Friday, May 1, 2015
On the Civil War Draft Riots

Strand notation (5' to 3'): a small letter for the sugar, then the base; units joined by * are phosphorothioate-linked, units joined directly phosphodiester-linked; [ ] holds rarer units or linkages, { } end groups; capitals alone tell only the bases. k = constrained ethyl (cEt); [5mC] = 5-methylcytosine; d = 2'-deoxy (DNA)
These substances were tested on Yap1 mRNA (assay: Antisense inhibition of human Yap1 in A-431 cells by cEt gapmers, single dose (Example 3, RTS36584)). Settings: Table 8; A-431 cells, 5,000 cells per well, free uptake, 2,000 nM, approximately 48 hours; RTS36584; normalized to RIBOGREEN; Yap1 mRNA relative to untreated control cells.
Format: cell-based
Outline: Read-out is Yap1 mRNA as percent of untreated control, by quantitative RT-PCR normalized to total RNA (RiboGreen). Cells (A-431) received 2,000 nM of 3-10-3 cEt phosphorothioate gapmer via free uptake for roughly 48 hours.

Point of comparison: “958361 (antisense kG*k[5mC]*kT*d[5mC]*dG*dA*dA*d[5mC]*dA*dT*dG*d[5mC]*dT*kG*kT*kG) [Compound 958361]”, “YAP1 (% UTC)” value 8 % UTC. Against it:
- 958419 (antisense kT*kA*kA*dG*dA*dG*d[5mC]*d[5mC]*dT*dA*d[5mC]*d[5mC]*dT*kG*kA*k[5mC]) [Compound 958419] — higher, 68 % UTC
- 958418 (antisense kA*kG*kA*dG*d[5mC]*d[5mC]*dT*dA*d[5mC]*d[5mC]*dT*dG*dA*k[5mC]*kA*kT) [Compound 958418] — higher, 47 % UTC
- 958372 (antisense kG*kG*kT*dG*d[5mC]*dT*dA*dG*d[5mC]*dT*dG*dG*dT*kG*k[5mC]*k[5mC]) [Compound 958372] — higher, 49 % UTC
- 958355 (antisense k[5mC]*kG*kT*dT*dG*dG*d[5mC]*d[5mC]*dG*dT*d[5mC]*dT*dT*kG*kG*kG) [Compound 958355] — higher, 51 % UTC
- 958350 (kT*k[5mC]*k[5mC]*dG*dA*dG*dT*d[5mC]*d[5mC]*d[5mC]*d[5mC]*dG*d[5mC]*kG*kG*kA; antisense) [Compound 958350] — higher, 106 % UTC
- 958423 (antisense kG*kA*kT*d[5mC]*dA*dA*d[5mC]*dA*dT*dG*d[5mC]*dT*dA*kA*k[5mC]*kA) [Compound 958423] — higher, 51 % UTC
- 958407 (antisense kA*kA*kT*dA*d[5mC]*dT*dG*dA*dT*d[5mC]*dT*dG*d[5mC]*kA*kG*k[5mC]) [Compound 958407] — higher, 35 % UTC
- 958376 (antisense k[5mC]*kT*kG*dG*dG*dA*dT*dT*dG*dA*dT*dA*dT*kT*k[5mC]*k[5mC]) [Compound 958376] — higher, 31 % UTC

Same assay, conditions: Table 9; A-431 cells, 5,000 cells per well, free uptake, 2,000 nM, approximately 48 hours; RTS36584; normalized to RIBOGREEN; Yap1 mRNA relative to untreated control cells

On the Civil War Draft Riots: Ten days after the Battle of Gettysburg ended, which was perhaps the Civil War's biggest turning point, the streets of Manhattan erupted. The Union Army, under direct orders from President Lincoln, began to conscript able-bodied men into fighting the Confederacy. Indeed, since New York City had seen an astronomical influx of European immigrants, especially Irish, during the preceding two decades, it made sense to target these "new" immigrants as recruits. Promises of steady employment, food, clothes, camaraderie, shelter, and even "full" citizenship were all presented as benefits to being conscripted into the Union Army. But many of these young (Irish) men would rather take their chances in gangs or working as clerks to jump potentially from the underclass to the middle class. Fighting in the Union Army meant leaving NYC to head South and liberate African-American slaves. And in many respects, these immigrants saw themselves as sharing the same socioeconomic status as Southern slaves. Thus, the conscription process was ultimately doomed from the start. The above clip is from Gangs of New York (2002), which did a terrific job portraying the city's draft riots.